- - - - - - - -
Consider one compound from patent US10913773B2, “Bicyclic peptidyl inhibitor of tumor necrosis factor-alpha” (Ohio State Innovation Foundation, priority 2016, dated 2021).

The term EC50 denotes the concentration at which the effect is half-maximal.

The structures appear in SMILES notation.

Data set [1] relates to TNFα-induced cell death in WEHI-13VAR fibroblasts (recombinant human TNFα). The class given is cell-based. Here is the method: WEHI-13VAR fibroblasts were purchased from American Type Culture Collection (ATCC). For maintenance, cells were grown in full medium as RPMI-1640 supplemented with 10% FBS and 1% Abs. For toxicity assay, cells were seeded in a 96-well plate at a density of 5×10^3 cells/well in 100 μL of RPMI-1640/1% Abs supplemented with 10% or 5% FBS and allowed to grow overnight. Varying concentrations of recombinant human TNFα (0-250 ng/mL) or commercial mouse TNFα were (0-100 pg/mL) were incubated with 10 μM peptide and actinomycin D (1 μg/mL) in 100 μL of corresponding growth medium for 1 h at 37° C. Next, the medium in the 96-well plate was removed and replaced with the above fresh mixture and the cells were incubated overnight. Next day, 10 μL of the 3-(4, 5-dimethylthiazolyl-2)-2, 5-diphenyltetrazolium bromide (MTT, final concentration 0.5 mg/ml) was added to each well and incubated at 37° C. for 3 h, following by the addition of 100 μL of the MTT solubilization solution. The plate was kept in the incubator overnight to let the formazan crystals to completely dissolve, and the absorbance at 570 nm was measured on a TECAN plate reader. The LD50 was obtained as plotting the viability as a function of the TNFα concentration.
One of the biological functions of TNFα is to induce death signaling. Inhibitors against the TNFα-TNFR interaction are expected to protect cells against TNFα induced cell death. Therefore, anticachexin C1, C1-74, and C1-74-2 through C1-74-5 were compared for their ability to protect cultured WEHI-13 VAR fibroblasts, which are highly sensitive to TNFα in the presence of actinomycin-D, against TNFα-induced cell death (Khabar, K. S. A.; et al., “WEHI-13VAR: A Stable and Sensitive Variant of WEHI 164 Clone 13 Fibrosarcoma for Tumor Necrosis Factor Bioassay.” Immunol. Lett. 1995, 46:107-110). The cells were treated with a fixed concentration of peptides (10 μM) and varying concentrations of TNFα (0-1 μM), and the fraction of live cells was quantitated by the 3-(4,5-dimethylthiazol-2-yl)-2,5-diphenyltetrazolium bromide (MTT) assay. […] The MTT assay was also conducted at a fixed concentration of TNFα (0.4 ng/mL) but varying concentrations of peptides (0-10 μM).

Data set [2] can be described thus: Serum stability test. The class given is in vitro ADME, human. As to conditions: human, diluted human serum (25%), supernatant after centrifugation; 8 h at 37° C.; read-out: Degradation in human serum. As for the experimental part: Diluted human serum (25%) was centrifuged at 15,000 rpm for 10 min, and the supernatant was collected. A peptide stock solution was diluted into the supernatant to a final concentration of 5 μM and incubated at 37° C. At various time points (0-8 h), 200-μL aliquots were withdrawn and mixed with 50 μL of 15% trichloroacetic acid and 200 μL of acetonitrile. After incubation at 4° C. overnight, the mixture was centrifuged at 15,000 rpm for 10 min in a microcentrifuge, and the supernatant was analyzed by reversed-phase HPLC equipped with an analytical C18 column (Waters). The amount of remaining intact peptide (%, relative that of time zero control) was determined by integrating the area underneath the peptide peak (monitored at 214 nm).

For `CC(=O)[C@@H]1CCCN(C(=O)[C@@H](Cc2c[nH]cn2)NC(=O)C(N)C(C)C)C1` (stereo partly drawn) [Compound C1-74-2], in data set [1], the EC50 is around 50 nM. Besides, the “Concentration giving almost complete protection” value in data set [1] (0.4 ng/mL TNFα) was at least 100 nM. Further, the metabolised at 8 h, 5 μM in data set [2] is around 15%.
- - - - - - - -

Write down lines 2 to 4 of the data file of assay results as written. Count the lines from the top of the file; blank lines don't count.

The term EC50 denotes the concentration at which the effect is half-maximal.

The structures appear in SMILES notation.

Data set [1] relates to TNFα-induced cell death in WEHI-13VAR fibroblasts (recombinant human TNFα). The class given is cell-based. Here is the method: WEHI-13VAR fibroblasts were purchased from American Type Culture Collection (ATCC). For maintenance, cells were grown in full medium as RPMI-1640 supplemented with 10% FBS and 1% Abs. For toxicity assay, cells were seeded in a 96-well plate at a density of 5×10^3 cells/well in 100 μL of RPMI-1640/1% Abs supplemented with 10% or 5% FBS and allowed to grow overnight. Varying concentrations of recombinant human TNFα (0-250 ng/mL) or commercial mouse TNFα were (0-100 pg/mL) were incubated with 10 μM peptide and actinomycin D (1 μg/mL) in 100 μL of corresponding growth medium for 1 h at 37° C. Next, the medium in the 96-well plate was removed and replaced with the above fresh mixture and the cells were incubated overnight. Next day, 10 μL of the 3-(4, 5-dimethylthiazolyl-2)-2, 5-diphenyltetrazolium bromide (MTT, final concentration 0.5 mg/ml) was added to each well and incubated at 37° C. for 3 h, following by the addition of 100 μL of the MTT solubilization solution. The plate was kept in the incubator overnight to let the formazan crystals to completely dissolve, and the absorbance at 570 nm was measured on a TECAN plate reader. The LD50 was obtained as plotting the viability as a function of the TNFα concentration.